https://phoenician.org/minoans_phoenicians_paper/

And the dye the Phoenicians became famous for:

https://www.researchgate.net/publication/261818482_The_Minoan_Origin_of_Tyrian_Purple

They may even have travelled together.

Trading and mining around the coasts of the North Sea, and influencing the language and culture of the Germanic peoples living there.

 

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On 7/10/2022 at 2:15 PM, Abramelin said:

The content of the opening post was obviously meant to get laymen interested in something 'dry' like linguistics. The topic isn't anything near 'dry' to me...

I hope the two (?) resident linguists will show their expertise. Meaning: not something like "This is bs, nonsense, racist" and so on.

Genetics and archaeology has shown that the second wave of IE mixed directly with the Scandinavian hunter-gathers with no Anatolian farmer mix. Proto-Germanic probably grew from this mix.

All you have to do is look at the genetic studies on Eupedia and the Semitic horse **** is immediately debunked.

As for consonant shifts. They just happen without outside influence.

The Algonquian languages went from a hypothetical V to B shift as they entered the Great Lakes region from the Columbia Plateau.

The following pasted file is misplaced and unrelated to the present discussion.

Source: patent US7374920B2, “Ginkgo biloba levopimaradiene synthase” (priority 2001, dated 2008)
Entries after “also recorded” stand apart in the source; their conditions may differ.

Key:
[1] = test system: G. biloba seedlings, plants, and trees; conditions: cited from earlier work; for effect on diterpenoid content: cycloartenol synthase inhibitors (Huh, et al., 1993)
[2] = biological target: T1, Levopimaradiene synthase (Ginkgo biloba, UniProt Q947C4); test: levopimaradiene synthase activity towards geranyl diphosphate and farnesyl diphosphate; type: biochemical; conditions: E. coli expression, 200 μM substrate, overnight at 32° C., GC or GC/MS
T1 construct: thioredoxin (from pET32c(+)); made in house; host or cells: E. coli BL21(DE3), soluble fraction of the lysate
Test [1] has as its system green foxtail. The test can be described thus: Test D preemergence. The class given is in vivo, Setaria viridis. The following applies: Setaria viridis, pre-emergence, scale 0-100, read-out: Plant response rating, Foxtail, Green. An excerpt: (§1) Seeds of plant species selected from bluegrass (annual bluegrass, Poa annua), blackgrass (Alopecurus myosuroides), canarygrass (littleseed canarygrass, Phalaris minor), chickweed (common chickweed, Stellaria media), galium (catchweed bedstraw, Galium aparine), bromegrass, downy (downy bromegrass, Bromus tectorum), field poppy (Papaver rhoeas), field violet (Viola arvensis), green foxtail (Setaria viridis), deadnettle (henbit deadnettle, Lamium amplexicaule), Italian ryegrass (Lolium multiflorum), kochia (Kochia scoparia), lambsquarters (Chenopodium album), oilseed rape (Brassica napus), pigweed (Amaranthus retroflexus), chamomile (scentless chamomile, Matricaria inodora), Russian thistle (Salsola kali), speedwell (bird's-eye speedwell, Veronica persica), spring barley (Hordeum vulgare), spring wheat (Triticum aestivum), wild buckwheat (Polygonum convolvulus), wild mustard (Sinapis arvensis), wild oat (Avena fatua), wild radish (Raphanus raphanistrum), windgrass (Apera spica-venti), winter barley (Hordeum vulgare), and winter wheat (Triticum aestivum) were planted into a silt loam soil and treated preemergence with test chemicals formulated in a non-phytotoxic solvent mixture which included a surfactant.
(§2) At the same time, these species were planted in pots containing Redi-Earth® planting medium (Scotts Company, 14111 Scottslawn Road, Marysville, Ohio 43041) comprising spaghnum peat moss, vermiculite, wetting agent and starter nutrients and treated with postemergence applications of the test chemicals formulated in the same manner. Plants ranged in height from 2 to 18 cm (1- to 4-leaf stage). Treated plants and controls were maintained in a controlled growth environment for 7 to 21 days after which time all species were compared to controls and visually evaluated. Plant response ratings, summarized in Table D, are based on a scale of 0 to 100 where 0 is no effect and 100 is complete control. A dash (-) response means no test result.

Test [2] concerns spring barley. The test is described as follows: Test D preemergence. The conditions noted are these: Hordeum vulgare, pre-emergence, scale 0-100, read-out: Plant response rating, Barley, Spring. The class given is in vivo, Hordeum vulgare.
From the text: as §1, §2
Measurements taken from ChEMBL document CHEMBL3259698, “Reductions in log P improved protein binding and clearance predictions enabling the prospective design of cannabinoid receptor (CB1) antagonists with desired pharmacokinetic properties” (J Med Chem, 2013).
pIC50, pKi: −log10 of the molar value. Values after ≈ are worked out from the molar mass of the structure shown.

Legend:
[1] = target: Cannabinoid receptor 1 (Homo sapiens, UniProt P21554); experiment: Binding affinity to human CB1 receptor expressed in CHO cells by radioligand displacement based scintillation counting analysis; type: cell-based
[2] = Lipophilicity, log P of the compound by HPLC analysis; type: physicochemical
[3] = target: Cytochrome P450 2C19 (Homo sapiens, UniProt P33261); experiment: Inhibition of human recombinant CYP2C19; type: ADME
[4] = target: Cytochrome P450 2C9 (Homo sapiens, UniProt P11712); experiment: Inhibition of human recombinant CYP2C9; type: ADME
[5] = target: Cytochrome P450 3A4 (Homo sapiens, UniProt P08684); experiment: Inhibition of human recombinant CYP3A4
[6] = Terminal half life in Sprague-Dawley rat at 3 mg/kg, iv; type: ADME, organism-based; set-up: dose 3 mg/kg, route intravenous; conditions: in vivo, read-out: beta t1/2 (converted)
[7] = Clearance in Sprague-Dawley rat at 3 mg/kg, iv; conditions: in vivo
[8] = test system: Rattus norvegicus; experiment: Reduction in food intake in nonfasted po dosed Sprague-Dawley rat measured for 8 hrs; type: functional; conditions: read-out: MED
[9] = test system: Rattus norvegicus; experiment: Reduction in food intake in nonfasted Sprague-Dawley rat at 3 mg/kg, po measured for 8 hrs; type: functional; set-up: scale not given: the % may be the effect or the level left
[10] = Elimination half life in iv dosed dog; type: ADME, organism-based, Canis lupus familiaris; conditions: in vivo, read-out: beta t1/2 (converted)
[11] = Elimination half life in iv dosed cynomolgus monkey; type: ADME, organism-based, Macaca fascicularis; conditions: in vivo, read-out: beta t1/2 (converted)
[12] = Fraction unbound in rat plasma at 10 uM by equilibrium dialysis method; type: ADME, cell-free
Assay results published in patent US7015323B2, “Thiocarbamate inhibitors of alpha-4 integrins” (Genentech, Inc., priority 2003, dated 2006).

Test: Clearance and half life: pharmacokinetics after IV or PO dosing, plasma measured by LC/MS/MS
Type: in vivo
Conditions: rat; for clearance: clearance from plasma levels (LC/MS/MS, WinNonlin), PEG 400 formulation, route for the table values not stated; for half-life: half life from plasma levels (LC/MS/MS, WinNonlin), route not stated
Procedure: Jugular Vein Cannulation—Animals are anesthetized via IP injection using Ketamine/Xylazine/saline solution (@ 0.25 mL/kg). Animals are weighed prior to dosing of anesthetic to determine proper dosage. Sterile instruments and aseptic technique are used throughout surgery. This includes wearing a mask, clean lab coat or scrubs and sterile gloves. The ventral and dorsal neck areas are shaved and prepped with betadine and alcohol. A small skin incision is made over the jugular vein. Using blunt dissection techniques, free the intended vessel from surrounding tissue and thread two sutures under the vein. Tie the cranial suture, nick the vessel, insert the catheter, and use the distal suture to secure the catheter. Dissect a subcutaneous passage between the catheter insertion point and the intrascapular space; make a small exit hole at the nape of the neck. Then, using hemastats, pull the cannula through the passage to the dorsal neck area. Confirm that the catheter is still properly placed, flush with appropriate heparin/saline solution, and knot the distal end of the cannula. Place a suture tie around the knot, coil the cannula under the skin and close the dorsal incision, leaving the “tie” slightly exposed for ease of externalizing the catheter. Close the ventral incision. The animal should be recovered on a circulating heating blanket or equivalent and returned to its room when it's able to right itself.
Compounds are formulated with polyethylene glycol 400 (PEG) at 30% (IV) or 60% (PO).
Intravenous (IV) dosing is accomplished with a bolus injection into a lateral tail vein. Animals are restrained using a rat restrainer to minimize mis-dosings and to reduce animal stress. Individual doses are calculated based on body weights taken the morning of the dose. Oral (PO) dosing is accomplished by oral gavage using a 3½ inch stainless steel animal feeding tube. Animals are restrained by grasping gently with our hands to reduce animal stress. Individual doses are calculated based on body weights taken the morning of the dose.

Then from a B to K shift as they entered New England . When they came down into New York it went from a B to a P shift. (Meadowood)

Then entering the Ohio Valley and to the Southeastern Coast ( Adena-Middlesex) experienced a B to G shift. 

Note there are no lone words associated with these sound shifts.

Now the Semitic theories grew out of British Isrealism. So yes. It is racist.

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Posted (edited)
44 minutes ago, Piney said:

All you have to do is look at the genetic studies on Eupedia and the Semitic horse **** is immediately debunked.

This is about language, not genetics.

 

44 minutes ago, Piney said:

 

Now the Semitic theories grew out of British Isrealism. So yes. It is racist.

It's not. At least not what I am thinking of. I am not interested in the BritAm site

Again: this is about language, not genetics.

Piney, did you even bother to click on the links I provided, or did you just follow your master to spout a mere opinion?

Edited by Abramelin